If a young boy has an older sister, he will be tuned into everything she does. When she takes the training wheels off her bike, he will, too. When she jumps from the highest diving board into the pool, he will, too. Simply being in her presence stretches his ability to reach his own potential. He naturally becomes braver, bolder, and more confident in his own abilities.

Over time, as he observes how she interacts with friends and family, he will develop an uncanny maturity for his age. His language and communication skills will skyrocket. He will feel far more confident socializing with all different kinds of people.

The benefits of this relationship go both ways. While the younger brother observes, imitates, and stretches his skill sets, the older sister is mastering leadership, empathy, and what it means to be a role model.

This isn’t just a classic sibling relationship – these are the scientific benefits of mixed-age socialization at play.

Diverse Perspectives

When kids are primarily exposed to others their own age, they tend to be less tolerant and empathetic toward people who are different. But when they interact with people of different ages, they’re exposed to diverse perspectives that open their eyes to the breadth of the world. They become more understanding and accepting of others.

Kids learn important life lessons and universal truths through different perspectives. It could be from the cashier at Chick-fil-A, from an elderly woman in a retirement home, or from their Uncle John at a family barbeque. The more ages and experiences they are exposed to, the better.

Increased Emotional Intelligence

Emotional intelligence is the capacity to be aware of and healthily aligned with our emotions. High “EQ” people feel emotion strongly, but they don’t ride the highs and lows. They have a firm grasp on their own emotions. Plus, they have a deeper ability to connect with others emotionally.

Mixed-age socialization increases kids’ emotional intelligence by exposing them to different emotional states. Younger kids may have crying tantrums, while older kids may express frustration or sadness. Parents may display affection, while grandparents may express peace and tranquility.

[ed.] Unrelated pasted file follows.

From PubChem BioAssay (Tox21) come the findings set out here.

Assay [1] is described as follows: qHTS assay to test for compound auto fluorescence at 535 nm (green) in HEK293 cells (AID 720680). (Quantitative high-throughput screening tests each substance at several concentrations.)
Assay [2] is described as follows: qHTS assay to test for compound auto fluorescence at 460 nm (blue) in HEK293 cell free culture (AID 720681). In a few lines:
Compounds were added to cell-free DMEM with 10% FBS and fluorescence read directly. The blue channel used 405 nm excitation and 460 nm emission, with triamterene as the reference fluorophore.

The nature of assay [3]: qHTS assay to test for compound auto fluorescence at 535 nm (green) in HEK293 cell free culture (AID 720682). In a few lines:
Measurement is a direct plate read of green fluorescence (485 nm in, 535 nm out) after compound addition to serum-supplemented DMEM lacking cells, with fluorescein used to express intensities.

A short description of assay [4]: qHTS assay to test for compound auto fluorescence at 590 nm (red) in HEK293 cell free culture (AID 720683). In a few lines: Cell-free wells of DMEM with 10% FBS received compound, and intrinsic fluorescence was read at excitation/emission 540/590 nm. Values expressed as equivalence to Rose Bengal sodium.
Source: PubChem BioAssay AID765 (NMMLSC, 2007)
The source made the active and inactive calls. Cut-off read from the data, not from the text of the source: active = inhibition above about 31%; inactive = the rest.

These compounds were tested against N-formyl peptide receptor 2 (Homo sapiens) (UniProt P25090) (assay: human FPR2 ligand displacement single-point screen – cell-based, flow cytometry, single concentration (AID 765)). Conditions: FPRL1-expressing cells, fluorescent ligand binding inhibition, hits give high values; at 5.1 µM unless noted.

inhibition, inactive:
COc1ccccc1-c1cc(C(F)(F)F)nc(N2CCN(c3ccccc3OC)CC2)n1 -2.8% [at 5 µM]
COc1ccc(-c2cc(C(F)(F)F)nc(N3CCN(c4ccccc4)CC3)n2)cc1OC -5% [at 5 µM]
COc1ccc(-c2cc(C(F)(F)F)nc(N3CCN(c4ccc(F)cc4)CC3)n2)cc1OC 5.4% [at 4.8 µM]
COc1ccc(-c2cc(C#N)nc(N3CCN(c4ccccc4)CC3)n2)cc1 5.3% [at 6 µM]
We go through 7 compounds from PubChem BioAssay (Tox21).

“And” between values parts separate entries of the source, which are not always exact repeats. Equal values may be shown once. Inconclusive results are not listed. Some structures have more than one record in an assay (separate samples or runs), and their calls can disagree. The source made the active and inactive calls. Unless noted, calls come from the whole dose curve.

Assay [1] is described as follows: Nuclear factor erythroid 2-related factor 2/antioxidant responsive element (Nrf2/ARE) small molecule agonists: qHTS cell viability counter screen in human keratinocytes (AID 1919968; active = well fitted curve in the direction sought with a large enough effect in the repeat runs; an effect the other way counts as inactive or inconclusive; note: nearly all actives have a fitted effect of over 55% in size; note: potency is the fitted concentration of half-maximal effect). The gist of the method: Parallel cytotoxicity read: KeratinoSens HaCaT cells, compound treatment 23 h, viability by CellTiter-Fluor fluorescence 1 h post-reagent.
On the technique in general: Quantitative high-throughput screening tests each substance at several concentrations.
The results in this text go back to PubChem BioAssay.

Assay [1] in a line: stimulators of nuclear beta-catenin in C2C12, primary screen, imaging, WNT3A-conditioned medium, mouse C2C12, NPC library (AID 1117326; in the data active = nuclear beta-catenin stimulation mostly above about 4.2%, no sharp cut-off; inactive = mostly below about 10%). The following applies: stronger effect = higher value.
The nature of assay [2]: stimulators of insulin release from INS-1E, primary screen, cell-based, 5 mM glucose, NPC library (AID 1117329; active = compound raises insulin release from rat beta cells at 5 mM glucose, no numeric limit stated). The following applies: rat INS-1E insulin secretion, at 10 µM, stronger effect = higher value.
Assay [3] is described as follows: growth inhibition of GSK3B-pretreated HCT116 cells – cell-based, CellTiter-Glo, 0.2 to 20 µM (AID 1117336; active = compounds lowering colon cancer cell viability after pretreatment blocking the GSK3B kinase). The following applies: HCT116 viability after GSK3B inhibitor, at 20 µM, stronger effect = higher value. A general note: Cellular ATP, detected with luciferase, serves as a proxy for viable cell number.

By interacting with these emotions, children learn how to empathize and support others, building valuable emotional intelligence skills that are required throughout life.

Use mixed-age socialization to raise your kids within the village

If you want to focus on cultivating healthy socialization for your kid, it’s worth reevaluating whom they spend the majority of their time socializing with.

There are certainly benefits to socializing with kids their own age. When that’s the only socialization they’re getting, however, you’ve essentially put a ceiling on their physical, mental, and emotional potential.

Don’t shut the village out. Include your kid in family conversations. Prime their environment to meet both old and young friends. Take them to cul-de-sac cookouts, and invite others to have a hand in enriching your kid’s growth and development. And if you need some ideas on how to “prime an environment of healthy socialization,” here are 25 ways you can socialize your kid outside of public school.


Grace Smith

Grace Smith

Grace is a creative wordsmith with a zest for innovative storytelling. After getting her BA in English-Writing, she dove into the world of alternative education and hasn’t shut up about it since. On top of finding new and better ways to learn, Grace is a freelance content writer and strategist passionate about classic literature, killer cortados, and the perfect Spotify playlist.